Technical report Frank / Johann-Wolfgang-Goethe-Universität, Fachbereich Informatik und Mathematik, Institut für Informatik
A partial rehabilitation of side-effecting I/O : non-determinism in non-strict functional languages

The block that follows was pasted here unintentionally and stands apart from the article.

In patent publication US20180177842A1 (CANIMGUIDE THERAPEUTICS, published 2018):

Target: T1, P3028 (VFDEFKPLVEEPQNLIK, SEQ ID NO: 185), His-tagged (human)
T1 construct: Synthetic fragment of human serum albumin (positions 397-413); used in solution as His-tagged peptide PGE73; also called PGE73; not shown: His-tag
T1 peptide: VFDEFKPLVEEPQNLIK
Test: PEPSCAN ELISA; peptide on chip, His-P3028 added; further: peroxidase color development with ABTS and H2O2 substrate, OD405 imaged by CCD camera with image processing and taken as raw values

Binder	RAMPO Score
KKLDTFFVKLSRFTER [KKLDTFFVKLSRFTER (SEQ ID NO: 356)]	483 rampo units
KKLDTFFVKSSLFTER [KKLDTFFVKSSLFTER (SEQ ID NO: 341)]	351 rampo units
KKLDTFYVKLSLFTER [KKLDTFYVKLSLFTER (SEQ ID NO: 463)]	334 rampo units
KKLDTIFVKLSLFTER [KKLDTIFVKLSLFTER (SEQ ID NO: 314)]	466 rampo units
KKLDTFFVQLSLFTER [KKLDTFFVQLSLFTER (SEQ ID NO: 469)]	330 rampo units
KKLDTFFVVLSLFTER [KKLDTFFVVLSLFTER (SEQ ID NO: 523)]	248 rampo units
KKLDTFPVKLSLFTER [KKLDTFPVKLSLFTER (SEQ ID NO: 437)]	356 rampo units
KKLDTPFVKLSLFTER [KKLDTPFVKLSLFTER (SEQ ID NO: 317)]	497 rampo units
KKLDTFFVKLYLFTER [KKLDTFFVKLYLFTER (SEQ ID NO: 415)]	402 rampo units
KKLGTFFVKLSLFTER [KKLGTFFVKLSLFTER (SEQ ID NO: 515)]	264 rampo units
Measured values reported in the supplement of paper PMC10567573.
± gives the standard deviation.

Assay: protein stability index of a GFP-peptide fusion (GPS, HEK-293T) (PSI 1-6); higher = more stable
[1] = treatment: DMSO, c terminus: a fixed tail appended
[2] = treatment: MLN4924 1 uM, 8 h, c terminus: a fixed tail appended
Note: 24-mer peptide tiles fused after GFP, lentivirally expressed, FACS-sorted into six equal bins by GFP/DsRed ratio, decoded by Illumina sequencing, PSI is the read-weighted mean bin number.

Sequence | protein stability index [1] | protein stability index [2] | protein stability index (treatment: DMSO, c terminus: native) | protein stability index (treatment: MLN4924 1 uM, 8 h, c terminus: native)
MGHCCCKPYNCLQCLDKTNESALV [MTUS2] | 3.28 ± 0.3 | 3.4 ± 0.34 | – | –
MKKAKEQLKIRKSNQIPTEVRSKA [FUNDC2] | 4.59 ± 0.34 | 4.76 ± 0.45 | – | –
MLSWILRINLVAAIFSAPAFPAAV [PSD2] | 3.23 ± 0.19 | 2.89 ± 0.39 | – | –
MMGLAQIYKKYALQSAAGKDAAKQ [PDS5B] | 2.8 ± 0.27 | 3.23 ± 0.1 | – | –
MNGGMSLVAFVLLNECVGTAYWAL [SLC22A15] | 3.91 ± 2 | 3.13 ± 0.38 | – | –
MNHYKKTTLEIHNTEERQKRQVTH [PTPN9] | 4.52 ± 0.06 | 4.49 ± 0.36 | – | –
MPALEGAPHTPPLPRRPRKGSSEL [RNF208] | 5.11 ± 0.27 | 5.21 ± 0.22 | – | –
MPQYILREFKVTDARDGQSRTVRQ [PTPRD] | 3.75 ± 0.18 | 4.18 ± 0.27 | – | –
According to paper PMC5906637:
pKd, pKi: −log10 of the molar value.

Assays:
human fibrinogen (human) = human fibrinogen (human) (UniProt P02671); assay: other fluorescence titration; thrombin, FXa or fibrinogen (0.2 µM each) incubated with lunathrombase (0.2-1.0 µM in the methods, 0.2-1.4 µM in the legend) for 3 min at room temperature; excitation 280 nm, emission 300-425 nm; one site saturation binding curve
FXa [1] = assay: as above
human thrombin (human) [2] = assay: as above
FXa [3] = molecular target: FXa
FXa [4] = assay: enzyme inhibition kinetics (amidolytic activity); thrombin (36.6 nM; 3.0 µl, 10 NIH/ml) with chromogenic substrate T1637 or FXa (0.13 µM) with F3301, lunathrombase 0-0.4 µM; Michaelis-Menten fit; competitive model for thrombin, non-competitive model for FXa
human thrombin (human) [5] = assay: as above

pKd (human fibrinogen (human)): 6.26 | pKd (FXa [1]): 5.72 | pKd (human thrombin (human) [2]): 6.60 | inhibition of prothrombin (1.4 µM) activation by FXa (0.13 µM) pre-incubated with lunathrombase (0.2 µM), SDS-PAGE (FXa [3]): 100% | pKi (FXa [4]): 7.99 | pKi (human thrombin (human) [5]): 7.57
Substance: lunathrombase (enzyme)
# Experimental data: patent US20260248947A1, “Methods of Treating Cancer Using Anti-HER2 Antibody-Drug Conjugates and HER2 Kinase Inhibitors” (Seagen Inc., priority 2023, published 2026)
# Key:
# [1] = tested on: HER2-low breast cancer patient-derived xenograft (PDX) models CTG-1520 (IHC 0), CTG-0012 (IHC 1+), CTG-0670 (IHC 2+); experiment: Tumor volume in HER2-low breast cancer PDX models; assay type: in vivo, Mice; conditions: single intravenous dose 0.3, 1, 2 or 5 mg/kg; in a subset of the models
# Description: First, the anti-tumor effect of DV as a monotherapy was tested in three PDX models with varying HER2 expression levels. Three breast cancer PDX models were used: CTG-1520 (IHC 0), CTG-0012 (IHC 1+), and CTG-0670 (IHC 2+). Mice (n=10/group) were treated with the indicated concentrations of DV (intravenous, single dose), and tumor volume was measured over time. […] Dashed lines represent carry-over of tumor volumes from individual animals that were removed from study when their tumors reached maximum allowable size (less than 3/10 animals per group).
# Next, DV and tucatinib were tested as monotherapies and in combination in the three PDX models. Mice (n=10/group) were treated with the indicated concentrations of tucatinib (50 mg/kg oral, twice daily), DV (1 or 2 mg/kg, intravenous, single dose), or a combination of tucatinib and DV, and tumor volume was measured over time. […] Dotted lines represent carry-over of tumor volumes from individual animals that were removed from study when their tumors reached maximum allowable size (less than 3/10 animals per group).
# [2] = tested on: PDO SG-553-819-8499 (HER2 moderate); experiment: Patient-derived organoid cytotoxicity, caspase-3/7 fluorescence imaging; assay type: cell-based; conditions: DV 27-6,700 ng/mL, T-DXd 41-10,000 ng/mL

- We investigate the extension of non-strict functional languages like Haskell or Clean by a non-deterministic interaction with the external world. Using call-by-need and a natural semantics which describes the reduction of graphs, this can be done such that the Church-Rosser Theorems 1 and 2 hold. Our operational semantics is a base to recognise which particular equivalencies are preserved by program transformations. The amount of sequentialisation may be smaller than that enforced by other approaches and the programming style is closer to the common one of side-effecting programming. However, not all program transformations used by an optimising compiler for Haskell remain correct in all contexts. Our result can be interpreted as a possibility to extend current I/O-mechanism by non-deterministic deterministic memoryless function calls. For example, this permits a call to a random number generator. Adding memoryless function calls to monadic I/O is possible and has a potential to extend the Haskell I/O-system.